Postglacial floodings of the Marmara Sea: molluscs and sediments tell the story

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The early Holocene marine flooding of the Black Sea has been the subject of intense scientific debate since the “Noah’s Flood” hypothesis was proposed in the late 1990s. The chronology of the flooding is not straightforward because the connection between the Black Sea and the Mediterranean Sea involves the intermediate Marmara Sea Basin via two sills (Dardanelles and Bosphorus). This study explores the chronology of late Pleistocene–Holocene flooding by examining sedimentary facies and molluscs from 24 gravity cores spanning shelf to slope settings in the southern Marmara Sea Basin. A late Pleistocene Ponto-Caspian (Neoeuxinian) mollusc association is found in 12 of the cores, comprising 14 mollusc species and dominated by brackish (oligohaline–lower mesohaline) endemic taxa (dreissenids, hydrobiids). The Neoeuxinian association is replaced by a TurritellaCorbula association at the onset of the Holocene. The latter is dominated by marine species, several of which are known to thrive under dysoxic conditions in muddy bottoms. This association is common in early Holocene intervals as well as sapropel intervals in younger Holocene strata. It is an indicator of low-salinity outflows from the Black Sea into the Marmara Sea that drive stratification. A marine Mediterranean association (87 species) represents both soft bottom and hard substrate faunas that lived in well-ventilated conditions and upper mesohaline–polyhaline salinities (ca. 25 psu). Shallower areas were occupied by hard substrate taxa and phytopdetritic communities, whereas deeper areas had soft bottom faunas. The middle shelf part of the northern Gemlik Gulf has intervals with irregular and discontinuous sedimentary structures admixed with worn Neoeuxinian and euryhaline Mediterranean faunas. These intervals represent reworking events (slumping) likely related to seismic activity rooted in the North Anatolian Fault system. The core data and faunas indicate an oscillating postglacial sea-level rise and phases of increased/decreased ventilation in the Marmara Sea during the Holocene, as well as palaeobiogeographic reorganisations of Ponto-Caspian and Mediterranean water bodies since the latest Pleistocene (<30 ka). The findings contribute to arguments against a single catastrophic flooding of the Black Sea at about 7.5 ka (Noah’s Flood).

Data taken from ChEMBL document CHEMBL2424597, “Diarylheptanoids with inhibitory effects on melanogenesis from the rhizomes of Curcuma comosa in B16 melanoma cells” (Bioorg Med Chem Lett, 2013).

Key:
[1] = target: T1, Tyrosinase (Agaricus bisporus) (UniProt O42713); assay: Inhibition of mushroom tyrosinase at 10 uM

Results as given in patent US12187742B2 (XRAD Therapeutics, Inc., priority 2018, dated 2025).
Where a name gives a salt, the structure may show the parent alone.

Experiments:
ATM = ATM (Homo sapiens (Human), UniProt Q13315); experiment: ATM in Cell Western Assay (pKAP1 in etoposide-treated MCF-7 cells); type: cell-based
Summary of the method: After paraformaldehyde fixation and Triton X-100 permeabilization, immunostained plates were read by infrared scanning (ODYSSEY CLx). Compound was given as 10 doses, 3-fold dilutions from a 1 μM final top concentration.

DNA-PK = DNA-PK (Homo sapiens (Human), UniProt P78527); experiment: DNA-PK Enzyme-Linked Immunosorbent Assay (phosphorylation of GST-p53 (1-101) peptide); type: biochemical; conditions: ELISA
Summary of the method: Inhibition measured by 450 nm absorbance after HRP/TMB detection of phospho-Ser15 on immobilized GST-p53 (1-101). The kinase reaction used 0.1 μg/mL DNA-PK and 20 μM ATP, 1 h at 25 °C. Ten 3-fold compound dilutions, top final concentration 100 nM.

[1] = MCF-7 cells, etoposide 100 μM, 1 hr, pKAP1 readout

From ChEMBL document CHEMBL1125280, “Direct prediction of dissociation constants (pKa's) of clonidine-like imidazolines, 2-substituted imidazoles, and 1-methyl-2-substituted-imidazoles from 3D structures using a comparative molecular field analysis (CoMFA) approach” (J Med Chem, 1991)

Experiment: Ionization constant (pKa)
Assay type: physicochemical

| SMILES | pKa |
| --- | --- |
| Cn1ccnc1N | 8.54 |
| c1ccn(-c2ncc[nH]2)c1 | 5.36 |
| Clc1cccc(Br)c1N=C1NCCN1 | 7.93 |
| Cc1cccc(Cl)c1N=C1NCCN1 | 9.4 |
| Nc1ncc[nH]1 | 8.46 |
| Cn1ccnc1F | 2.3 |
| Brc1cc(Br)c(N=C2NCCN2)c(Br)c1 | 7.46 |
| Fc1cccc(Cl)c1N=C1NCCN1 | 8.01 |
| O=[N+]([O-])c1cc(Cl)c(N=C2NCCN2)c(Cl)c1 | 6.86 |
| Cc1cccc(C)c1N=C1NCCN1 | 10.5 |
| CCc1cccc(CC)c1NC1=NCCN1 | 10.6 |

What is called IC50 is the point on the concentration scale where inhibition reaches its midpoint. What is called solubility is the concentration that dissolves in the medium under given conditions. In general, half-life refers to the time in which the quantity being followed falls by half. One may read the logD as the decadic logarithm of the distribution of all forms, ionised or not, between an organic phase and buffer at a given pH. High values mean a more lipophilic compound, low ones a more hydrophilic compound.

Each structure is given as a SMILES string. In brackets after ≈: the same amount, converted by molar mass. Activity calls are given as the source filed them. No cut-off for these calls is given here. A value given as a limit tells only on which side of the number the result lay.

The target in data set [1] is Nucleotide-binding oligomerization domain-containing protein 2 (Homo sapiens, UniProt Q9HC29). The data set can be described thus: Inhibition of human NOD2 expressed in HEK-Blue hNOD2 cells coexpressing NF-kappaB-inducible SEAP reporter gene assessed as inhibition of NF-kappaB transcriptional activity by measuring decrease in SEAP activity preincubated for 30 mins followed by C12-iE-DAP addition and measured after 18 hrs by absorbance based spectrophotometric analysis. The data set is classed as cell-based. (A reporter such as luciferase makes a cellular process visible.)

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This study is part of a Turkish collaboration joint project between MTA and İTÜ (number TUBITAK YDABÇAG 241/G, sub-project of the National Marine Geological and Geophysical Programme on the Formation of the Marmara Sea: Tectonics and Sedimentation). The author thanks Ismail Kuşçu and Kerim Sarikavak (Marine Research Project leaders of MTA, now retired from MTA and Deputy General Director of MTA respectively), as well as Naci Görür and Namık Çağatay (Marine Research Project coordinators of ITU). Also acknowledged are the scientists, technicians and crew of the MTA R/V Sismik1 for their help in sampling during the cruise of May 2001. The author is grateful to the management of the General Directorate of Mineral Research and Exploration (MTA/Ankara) for providing the opportunity to access the data. Sincere thanks go to Frank P. Wesselingh (Naturalis, Leiden, The Netherlands) for his valuable comments and editing of an earlier version of the manuscript, as well as to S. Popov, M. Taviani, two anonymous reviewers and the editors for other useful suggestions.

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Büyükmeriç, Y. Postglacial floodings of the Marmara Sea: molluscs and sediments tell the story. Geo-Mar Lett 36, 307–321 (2016) doi:10.1007/s00367-016-0446-6

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  • Late Pleistocene
  • Last Glacial Maximum
  • North Anatolian Fault
  • Marine Flooding
  • Marine Connection